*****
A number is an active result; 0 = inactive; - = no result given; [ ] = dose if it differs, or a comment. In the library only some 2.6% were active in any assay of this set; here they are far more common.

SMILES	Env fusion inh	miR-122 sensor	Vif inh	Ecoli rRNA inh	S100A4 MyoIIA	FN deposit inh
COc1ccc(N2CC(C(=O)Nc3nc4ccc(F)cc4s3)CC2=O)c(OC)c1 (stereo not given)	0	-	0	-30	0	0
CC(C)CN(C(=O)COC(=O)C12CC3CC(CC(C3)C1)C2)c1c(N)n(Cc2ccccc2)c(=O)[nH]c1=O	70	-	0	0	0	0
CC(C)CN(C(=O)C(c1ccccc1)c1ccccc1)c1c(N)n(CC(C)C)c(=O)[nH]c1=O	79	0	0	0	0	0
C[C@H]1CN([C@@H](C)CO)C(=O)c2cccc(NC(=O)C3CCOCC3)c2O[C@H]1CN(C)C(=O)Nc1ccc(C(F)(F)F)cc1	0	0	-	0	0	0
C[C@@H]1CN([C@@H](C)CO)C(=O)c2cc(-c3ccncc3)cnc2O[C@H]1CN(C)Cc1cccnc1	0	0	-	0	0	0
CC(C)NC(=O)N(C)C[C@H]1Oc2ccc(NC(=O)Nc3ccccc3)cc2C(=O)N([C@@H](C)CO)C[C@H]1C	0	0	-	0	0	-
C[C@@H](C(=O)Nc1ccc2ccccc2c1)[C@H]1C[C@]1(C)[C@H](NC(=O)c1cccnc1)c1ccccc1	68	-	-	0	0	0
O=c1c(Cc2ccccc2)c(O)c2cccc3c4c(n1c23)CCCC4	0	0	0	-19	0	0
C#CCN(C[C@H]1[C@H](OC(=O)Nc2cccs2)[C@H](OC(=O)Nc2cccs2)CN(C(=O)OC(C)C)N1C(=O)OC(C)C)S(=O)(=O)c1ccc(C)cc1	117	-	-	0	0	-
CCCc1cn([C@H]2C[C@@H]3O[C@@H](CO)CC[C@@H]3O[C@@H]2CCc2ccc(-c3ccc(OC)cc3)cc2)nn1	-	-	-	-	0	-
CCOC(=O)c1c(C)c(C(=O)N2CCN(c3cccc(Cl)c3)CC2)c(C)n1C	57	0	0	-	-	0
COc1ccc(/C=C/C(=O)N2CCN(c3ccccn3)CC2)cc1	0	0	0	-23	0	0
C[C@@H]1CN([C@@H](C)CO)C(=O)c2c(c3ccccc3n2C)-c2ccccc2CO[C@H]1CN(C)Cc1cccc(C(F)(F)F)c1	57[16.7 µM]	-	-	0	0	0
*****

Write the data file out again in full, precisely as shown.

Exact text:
A number is an active result; 0 = inactive; - = no result given; [ ] = dose if it differs, or a comment. In the library only some 2.6% were active in any assay of this set; here they are far more common.

SMILES	Env fusion inh	miR-122 sensor	Vif inh	Ecoli rRNA inh	S100A4 MyoIIA	FN deposit inh
COc1ccc(N2CC(C(=O)Nc3nc4ccc(F)cc4s3)CC2=O)c(OC)c1 (stereo not given)	0	-	0	-30	0	0
CC(C)CN(C(=O)COC(=O)C12CC3CC(CC(C3)C1)C2)c1c(N)n(Cc2ccccc2)c(=O)[nH]c1=O	70	-	0	0	0	0
CC(C)CN(C(=O)C(c1ccccc1)c1ccccc1)c1c(N)n(CC(C)C)c(=O)[nH]c1=O	79	0	0	0	0	0
C[C@H]1CN([C@@H](C)CO)C(=O)c2cccc(NC(=O)C3CCOCC3)c2O[C@H]1CN(C)C(=O)Nc1ccc(C(F)(F)F)cc1	0	0	-	0	0	0
C[C@@H]1CN([C@@H](C)CO)C(=O)c2cc(-c3ccncc3)cnc2O[C@H]1CN(C)Cc1cccnc1	0	0	-	0	0	0
CC(C)NC(=O)N(C)C[C@H]1Oc2ccc(NC(=O)Nc3ccccc3)cc2C(=O)N([C@@H](C)CO)C[C@H]1C	0	0	-	0	0	-
C[C@@H](C(=O)Nc1ccc2ccccc2c1)[C@H]1C[C@]1(C)[C@H](NC(=O)c1cccnc1)c1ccccc1	68	-	-	0	0	0
O=c1c(Cc2ccccc2)c(O)c2cccc3c4c(n1c23)CCCC4	0	0	0	-19	0	0
C#CCN(C[C@H]1[C@H](OC(=O)Nc2cccs2)[C@H](OC(=O)Nc2cccs2)CN(C(=O)OC(C)C)N1C(=O)OC(C)C)S(=O)(=O)c1ccc(C)cc1	117	-	-	0	0	-
CCCc1cn([C@H]2C[C@@H]3O[C@@H](CO)CC[C@@H]3O[C@@H]2CCc2ccc(-c3ccc(OC)cc3)cc2)nn1	-	-	-	-	0	-
CCOC(=O)c1c(C)c(C(=O)N2CCN(c3cccc(Cl)c3)CC2)c(C)n1C	57	0	0	-	-	0
COc1ccc(/C=C/C(=O)N2CCN(c3ccccn3)CC2)cc1	0	0	0	-23	0	0
C[C@@H]1CN([C@@H](C)CO)C(=O)c2c(c3ccccc3n2C)-c2ccccc2CO[C@H]1CN(C)Cc1cccc(C(F)(F)F)c1	57[16.7 µM]	-	-	0	0	0